Turns out Sanchez first experienced the discomfort in the Twins series earlier this past week.
“It happened in Minnesota,’’ confided Sanchez, who was pitching at the Coliseum for the first time in his young career. “I think it was the cold weather. I don’t think I’ve ever dealt with a broken nail. It’s always been the skin and flesh. It kind of kept peeling up (Sunday), started bleeding later in the game.”
The next few days will likely determine if Sanchez won’t miss his next start.
“The good thing is we have a couple of off days this week (beginning Monday) and it’ll give me time to heal up,” he said. “That’s (not missing a start) definitely where my mind is at, where my head is at, with the outlook, but only time will tell with this.”
Shoemaker was lost on Saturday and then Sanchez on Sunday. At least Sanchez will be back.
“He’s been one of the leaders on our staff up ‘til this point,’’ Sanchez said of Shoemaker. “Obviously you’ve seen what he’s been doing. It sucks to have a guy go down who has done so well for us. It’s next man up. And we’ll see who is ready to come up and take that role.”
GALVIS HAS LEFT THE BUILDING
Freddy Galvis, author of that eye-popping bare-handed catch Saturday, also left Sunday with two outs in the bottom of the ninth.
Earlier in the inning, he dove for a ball rolling up the middle, but lost the handle on it and hurt his leg scrambling to his feet to make the throw, a play Montoyo believes led to Galvis’ decision to pull himself from the game.
“When he dove for ball he felt something. He didn’t pull anything,’’ said the skipper. “It’s almost like a cramp. He tried to stay in the game, but he couldn’t move.”
Enter Richard Urena, who was called up from triple-A Buffalo to take the spot of Shoemaker on the 25-man roster. With the tying run on base, Urena made a great catch on a ball looped into short left field.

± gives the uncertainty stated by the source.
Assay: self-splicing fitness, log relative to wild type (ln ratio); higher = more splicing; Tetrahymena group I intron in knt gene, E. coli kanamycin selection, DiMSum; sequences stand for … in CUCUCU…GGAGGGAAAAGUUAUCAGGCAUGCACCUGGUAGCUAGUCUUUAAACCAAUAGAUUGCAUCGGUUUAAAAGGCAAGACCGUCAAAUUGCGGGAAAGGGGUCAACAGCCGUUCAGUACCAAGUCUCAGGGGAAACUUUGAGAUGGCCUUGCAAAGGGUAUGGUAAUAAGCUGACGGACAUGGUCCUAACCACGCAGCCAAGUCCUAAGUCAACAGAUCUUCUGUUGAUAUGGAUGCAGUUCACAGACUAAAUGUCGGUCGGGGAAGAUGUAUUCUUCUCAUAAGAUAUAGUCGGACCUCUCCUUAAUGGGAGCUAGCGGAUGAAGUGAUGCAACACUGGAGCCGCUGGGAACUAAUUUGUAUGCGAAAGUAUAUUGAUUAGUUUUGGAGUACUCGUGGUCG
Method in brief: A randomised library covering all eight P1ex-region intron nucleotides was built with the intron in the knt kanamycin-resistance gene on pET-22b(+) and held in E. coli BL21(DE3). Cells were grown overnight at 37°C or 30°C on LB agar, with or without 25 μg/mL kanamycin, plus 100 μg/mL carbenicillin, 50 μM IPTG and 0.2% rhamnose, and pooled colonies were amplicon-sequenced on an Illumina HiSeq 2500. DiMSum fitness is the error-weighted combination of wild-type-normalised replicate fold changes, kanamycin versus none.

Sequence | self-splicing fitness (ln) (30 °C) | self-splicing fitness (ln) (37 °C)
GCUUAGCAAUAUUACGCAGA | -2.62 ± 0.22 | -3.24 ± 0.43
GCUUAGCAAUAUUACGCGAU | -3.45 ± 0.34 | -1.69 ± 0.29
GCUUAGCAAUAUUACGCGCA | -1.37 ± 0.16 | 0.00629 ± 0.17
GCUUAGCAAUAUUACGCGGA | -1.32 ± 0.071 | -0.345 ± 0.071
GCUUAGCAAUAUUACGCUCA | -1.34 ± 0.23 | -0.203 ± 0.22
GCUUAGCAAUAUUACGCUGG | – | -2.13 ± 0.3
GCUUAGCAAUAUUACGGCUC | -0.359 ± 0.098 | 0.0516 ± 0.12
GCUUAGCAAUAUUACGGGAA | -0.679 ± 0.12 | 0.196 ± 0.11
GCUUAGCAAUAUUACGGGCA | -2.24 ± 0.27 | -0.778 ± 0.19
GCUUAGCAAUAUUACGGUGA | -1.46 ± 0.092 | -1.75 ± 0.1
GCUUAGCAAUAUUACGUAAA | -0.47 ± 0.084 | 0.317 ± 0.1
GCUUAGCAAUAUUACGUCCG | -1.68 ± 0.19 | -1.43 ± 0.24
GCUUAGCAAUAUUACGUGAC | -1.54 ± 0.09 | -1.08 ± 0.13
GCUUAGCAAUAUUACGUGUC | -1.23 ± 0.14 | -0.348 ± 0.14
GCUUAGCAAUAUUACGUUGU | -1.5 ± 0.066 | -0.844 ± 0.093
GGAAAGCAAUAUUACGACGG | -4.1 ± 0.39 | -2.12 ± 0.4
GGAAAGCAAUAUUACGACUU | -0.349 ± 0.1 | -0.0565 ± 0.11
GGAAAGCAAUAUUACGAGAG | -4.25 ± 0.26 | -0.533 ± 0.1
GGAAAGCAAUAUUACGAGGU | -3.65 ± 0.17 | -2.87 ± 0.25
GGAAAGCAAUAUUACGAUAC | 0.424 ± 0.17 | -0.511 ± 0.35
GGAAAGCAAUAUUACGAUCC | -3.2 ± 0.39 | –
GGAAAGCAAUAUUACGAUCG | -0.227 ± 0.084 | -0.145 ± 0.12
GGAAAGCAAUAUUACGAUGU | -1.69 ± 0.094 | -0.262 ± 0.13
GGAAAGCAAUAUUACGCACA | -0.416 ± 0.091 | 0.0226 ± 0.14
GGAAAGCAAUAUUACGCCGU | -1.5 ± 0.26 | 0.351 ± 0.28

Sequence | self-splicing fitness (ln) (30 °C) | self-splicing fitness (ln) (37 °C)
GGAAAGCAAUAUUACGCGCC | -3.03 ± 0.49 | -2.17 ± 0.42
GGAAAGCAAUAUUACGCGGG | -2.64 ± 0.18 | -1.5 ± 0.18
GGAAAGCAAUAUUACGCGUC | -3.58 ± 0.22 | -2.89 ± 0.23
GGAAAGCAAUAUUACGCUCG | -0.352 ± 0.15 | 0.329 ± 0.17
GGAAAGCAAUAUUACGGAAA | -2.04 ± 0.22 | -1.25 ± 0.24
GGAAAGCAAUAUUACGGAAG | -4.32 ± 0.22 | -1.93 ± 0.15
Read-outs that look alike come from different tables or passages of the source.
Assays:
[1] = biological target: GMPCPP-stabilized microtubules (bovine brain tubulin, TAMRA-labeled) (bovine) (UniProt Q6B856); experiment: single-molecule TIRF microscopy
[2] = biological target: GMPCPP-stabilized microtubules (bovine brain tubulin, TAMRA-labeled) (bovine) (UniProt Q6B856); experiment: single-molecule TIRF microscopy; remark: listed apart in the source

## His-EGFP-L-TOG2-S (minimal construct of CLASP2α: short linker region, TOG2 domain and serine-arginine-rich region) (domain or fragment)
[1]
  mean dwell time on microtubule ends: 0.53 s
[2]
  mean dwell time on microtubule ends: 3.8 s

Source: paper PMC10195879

“That was not an easy play with a game on the line,’’ marvelled Montoyo, who added Urena didn’t get into the Bay Area until 4 a.m. “I think he was still waking up.”
HIGHLIGHT REEL LARCENY
A day after the Galvis gem, A’s centre-fielder Ramon Laureano outdid Toronto’s shortstop in the second inning to trigger one of the most unlikely, and downright incredible, double plays you’ll ever see.
With Teoscar Hernandez at the plate, the Jays’ left-fielder drilled a pitch to centre that carried right to the top of the wall and seemingly on its way out of the ballpark. Laureano jumped, leaned over the wall and caught the ball before turning to throw it in the direction of first base where Justin Smoak had reached on a leadoff single.
Laureano’s throw sailed toward the area occupied by the photographers where catcher Nick Hundley had backed up the play. Hundley caught the throw on a one hop and threw to second where Smoak was tagged out.
SMOKEY AND THE BANDITS
The Jays played some small ball by executing a double steal in the game’s early innings.
Long ball came courtesy of Smoak, who belted his 100th homer as a Blue Jay. Only Jose Cruz Jr., has hit more homers (122) as a switch-hitter in Blue Jays history.
Smoak, who has been on fire of late, went 4-for-5 to extend his hit streak to nine games and bump his average up to .313.